Identification of Radiation Response Mechanisms in Medtronic Devices

Project: Research project

Project Details

Description

Identification of Radiation Response Mechanisms in Medtronic Devices Identification of Radiation Response Mechanisms in Medtronic Devices In order to further understand and mitigate the effects of total ionizing dose (TID) degradation in the 0.25um high voltage (HV) technology, Arizona State University proposes to test and characterize the 0.25um technology along a similar project path as performed on Medtronics 3um technology. This effort will enable ASU and Medtronic to develop hardeningby- design (HBD) strategies to exceed targeted radiation tolerance levels in Medtronic integrated circuits (ICs) manufactured in this process. Medtronic, working with ASU, will identify a candidate 0.25 um ICs to use for characterization and analysis. These ICs will have demonstrated parametric susceptibility to ionizing radiation (x-rays and gamma rays). Using these ICs and test structures (de-coupled from circuits and/or residing on test coupons) provided by Medtronic, ASU will perform pre- and post-irradiation testing. Through device-level radiation response analysis and parameter extraction on the experimental data, compact models for transistors and parasitic structures (e.g., gated diodes and field oxide transistors) degraded by total ionizing dose (TID) will be built for use in circuit-level simulations. Radiation response analysis will be supported by of physics-based numerical simulations (i.e. TCAD) to model TID effects in sensitive materials and devices. The results of circuit simulations and layout analysis performed at ASU will facilitate the identification of failure mechanisms (i.e.,soft nodes) in sensitive ICs. Once the mechanisms have been identified, ASU will work with Medtronic to implement HBD and, where possible, process modifications to eliminate the sources of failure with minimal impact on circuit performance. Ionizing Radiation Effects Characterization and Model Development Program for 0.8um CMOS Technology Arizona State University has been contracted by Medtronic to study the effects of Total Ionizing Dose (TID) radiation on Medtronics integrated circuits. As part of that ongoing research effort, ASU worked with Medtronic to irradiate and characterize the 0.25m TSMC technology node. The objectives of the additional tasks proposed in this contract modification are: 1. to extract parameters and build compact models that capture the radiation response characteristics of the irradiated devices, 2. and build TCAD simulation structures in order to numerically model radiationinduced degradation in the devices.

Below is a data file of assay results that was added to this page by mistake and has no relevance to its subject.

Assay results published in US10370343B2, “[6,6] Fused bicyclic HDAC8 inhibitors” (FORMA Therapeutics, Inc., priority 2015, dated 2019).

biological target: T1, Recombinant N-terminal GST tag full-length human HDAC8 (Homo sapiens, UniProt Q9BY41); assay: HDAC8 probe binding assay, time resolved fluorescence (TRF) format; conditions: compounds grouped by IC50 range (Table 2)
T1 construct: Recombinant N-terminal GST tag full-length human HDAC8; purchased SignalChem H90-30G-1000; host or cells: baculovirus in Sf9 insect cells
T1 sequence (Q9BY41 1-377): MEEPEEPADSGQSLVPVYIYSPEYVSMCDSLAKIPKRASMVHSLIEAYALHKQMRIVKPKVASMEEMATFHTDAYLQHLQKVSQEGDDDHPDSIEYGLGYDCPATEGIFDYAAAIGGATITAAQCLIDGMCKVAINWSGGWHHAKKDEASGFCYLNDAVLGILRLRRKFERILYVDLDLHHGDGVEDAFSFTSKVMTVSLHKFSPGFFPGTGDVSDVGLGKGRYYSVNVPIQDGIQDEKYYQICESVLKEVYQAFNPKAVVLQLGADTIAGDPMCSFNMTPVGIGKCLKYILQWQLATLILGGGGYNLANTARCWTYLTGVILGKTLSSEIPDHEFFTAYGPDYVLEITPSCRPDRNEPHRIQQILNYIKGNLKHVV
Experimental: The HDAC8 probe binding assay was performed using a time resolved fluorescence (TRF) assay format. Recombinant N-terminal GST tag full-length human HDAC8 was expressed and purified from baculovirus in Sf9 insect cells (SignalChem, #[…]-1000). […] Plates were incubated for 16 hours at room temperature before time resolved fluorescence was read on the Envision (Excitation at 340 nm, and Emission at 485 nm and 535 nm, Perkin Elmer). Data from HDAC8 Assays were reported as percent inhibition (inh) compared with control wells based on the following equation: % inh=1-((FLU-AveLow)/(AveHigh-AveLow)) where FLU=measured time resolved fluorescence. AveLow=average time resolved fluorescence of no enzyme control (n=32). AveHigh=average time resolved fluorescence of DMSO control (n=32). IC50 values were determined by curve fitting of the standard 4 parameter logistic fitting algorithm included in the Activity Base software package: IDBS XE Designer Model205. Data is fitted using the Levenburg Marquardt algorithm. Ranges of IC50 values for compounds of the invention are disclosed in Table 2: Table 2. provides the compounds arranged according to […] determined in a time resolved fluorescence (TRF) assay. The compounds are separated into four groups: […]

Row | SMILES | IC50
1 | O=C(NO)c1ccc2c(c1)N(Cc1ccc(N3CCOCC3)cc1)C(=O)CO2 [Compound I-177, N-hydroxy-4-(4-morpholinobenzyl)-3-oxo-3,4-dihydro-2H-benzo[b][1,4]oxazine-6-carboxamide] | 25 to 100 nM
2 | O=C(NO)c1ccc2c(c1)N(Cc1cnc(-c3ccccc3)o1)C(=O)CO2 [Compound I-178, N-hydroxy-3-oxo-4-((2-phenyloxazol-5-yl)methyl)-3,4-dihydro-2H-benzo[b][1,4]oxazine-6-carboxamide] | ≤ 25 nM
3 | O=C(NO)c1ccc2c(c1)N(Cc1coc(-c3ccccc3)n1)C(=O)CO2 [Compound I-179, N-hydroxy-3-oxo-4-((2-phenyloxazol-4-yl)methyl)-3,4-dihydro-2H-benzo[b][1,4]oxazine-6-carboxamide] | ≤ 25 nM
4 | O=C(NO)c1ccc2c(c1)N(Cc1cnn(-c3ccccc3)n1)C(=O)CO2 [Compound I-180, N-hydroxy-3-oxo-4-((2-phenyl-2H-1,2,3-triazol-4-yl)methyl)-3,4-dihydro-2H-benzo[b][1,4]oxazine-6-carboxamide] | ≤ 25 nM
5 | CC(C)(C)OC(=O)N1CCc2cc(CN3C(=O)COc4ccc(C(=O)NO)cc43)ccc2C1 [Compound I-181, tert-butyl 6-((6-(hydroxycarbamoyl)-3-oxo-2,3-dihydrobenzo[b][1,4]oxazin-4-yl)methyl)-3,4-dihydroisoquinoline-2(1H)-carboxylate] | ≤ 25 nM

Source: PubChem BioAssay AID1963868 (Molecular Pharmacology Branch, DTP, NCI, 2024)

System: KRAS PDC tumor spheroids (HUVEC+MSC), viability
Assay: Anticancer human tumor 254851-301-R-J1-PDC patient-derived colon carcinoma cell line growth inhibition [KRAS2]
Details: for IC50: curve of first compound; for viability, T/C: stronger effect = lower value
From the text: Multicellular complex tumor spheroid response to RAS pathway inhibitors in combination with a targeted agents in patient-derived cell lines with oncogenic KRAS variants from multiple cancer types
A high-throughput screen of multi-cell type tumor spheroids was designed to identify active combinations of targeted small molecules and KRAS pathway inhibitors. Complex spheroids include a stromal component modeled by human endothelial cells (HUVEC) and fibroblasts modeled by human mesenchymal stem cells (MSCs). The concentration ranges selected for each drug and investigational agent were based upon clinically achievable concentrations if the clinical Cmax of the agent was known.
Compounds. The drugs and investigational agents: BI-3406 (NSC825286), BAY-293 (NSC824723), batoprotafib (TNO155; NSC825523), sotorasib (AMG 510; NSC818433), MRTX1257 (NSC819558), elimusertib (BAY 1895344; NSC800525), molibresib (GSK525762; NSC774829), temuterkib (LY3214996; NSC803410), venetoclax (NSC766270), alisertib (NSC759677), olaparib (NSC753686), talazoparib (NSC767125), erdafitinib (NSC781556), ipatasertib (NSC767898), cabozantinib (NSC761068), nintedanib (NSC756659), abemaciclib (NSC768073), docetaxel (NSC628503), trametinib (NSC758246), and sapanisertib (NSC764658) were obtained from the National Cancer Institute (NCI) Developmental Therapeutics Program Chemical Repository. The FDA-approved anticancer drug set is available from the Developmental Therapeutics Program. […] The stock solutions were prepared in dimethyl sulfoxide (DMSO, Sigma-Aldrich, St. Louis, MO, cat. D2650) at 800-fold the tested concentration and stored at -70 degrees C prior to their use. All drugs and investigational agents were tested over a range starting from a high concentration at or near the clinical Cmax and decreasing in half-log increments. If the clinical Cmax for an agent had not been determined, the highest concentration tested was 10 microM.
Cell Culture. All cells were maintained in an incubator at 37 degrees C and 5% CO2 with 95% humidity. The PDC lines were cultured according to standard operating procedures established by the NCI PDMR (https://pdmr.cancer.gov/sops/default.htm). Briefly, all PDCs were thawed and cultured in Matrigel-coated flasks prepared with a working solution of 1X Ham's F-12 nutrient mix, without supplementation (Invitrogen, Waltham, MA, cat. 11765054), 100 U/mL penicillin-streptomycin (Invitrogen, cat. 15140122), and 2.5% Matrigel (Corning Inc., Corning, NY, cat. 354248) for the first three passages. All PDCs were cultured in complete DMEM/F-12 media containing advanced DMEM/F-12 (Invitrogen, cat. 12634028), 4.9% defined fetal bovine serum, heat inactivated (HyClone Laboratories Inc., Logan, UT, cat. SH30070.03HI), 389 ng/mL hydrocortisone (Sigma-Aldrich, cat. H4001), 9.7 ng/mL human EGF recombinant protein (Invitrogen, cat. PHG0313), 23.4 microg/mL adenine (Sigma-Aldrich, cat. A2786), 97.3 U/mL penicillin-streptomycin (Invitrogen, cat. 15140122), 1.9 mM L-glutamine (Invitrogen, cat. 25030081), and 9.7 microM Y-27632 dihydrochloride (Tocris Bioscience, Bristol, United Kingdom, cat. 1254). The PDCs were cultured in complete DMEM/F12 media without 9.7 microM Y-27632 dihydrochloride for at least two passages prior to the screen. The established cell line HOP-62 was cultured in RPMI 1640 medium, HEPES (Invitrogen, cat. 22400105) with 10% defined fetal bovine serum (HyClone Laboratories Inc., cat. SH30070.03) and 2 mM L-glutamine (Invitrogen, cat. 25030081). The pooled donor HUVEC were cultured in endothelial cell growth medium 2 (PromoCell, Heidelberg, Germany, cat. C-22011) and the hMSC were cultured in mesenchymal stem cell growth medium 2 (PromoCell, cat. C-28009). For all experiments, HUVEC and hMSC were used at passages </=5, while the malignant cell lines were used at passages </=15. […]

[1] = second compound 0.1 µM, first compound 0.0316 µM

StatusFinished
Effective start/end date2/1/1012/31/11

Funding

  • INDUSTRY: Domestic Company: $56,000.00

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